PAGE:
Objective: To test the hypotheses that both amitriptyline and gabapentin are more effective in relieving neuropathic pain than an active placebo, diphenhydramine.
Design: Randomized, controlled, double blind, triple crossover 8-week trial.
Setting: Veterans Affairs medical center.
Participants: Community dwelling adults with spinal cord injury (N=38) were recruited by telephone, letters, and flyers.
Intervention: Eight-week trial each of amitriptyline, gabapentin, and diphenhydramine.
Main outcome measures: Pain intensity measured with a 10-cm visual analog scale (VAS) and an 11-point (0-10) numeric rating scale (NRS) and depressive symptomatology measured with the Center for Epidemiologic Studies Depression Scale-Short Form (CESD-SF).
Results: Baseline VAS scores for participants with low (< 10) CESD-SF scores was 4.61 and for those with high scores (> or = 10) it was 7.41. At week 8, in participants with high baseline CESD-SF scores, amitriptyline (mean, 4.21) was more effective than diphenhydramine (mean, 6.67; P=.035), and there was a nonsignificant trend suggesting that amitriptyline may be more effective than gabapentin (mean, 6.68; P=.061). Gabapentin was no more effective than diphenhydramine (P=.97). There was no significant difference among the medications for those with lower CESD-SF scores. Results could not be attributed to dropout rates, order or dose of medications, amount of medication taken for breakthrough pain, or side effects.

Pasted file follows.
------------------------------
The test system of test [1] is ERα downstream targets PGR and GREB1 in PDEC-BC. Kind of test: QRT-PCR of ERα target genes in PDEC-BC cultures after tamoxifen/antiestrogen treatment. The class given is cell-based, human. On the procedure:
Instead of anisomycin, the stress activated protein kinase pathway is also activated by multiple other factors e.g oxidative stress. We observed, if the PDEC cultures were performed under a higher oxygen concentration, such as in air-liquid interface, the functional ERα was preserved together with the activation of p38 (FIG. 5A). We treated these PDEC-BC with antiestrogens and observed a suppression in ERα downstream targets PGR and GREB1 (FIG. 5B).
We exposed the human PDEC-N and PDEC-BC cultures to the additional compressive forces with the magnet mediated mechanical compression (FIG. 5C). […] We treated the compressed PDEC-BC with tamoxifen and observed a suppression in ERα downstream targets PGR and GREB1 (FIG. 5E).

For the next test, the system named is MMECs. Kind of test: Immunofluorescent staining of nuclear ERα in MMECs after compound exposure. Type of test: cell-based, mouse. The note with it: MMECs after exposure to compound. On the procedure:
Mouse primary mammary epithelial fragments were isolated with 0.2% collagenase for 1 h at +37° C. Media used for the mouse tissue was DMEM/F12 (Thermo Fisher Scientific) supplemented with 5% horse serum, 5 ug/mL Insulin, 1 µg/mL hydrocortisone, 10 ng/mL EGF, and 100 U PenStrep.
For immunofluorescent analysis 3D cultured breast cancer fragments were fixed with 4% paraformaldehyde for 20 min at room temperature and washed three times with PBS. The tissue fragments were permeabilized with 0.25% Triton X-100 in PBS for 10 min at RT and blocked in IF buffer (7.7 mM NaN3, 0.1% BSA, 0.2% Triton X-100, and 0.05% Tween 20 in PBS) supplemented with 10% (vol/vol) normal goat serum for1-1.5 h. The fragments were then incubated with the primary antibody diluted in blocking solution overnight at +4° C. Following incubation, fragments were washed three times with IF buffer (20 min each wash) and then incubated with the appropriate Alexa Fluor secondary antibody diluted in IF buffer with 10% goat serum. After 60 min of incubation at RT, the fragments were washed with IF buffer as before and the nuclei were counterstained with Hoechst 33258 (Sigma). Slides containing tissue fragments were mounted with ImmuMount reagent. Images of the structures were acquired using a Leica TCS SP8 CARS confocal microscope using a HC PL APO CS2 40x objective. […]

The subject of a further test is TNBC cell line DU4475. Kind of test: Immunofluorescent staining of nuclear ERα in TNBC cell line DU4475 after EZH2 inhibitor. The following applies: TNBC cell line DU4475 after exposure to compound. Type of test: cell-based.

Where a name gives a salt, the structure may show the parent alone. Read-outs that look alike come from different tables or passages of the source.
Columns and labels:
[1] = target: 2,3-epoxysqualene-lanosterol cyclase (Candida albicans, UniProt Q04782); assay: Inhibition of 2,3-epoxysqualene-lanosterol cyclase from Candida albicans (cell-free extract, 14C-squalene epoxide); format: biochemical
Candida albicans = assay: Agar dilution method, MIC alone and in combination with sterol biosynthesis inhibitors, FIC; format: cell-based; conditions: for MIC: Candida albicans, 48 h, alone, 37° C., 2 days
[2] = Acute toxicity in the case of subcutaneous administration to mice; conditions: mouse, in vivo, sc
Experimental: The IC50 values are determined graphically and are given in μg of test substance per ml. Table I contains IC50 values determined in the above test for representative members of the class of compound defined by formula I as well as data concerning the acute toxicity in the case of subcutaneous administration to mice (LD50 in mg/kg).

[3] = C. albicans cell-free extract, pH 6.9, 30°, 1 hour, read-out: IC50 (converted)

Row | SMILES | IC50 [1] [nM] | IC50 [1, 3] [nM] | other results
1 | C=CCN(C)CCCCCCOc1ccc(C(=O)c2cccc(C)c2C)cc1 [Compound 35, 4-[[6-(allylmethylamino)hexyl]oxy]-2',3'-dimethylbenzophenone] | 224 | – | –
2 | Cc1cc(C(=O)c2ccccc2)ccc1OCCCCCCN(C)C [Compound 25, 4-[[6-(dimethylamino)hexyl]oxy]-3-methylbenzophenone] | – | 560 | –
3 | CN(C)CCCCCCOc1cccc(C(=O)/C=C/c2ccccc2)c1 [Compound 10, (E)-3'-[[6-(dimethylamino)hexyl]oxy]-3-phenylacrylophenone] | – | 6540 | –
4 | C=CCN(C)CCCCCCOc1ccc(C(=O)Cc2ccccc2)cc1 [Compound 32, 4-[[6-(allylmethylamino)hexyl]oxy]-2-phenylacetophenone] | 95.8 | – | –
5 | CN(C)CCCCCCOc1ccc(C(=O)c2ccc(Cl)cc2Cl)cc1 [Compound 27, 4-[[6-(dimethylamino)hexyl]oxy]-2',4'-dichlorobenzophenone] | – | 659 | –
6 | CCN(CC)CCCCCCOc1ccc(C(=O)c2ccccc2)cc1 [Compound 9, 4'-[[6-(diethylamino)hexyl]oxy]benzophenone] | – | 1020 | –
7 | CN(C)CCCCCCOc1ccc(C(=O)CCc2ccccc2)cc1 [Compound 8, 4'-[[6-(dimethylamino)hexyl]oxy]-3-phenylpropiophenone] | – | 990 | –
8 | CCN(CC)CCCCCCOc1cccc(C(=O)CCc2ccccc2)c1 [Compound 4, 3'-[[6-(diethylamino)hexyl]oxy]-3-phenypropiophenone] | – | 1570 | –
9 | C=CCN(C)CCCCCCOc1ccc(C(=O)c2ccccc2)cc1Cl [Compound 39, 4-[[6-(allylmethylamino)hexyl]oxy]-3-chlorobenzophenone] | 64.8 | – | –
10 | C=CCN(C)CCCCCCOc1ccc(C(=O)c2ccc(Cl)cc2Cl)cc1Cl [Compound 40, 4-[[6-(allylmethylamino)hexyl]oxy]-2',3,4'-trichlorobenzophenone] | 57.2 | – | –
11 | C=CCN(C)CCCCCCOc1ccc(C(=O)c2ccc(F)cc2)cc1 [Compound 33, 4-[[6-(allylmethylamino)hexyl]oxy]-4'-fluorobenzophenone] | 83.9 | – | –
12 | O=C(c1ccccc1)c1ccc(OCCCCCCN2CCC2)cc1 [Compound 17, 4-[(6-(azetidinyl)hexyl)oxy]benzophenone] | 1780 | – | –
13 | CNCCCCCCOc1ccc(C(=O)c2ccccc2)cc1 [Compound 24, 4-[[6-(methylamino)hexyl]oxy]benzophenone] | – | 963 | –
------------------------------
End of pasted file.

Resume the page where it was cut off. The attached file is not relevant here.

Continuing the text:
Conclusions: Amitriptyline is more efficacious in relieving neuropathic pain than diphenhydramine at or below the level of spinal cord injury in people who have considerable depressive symptomatology.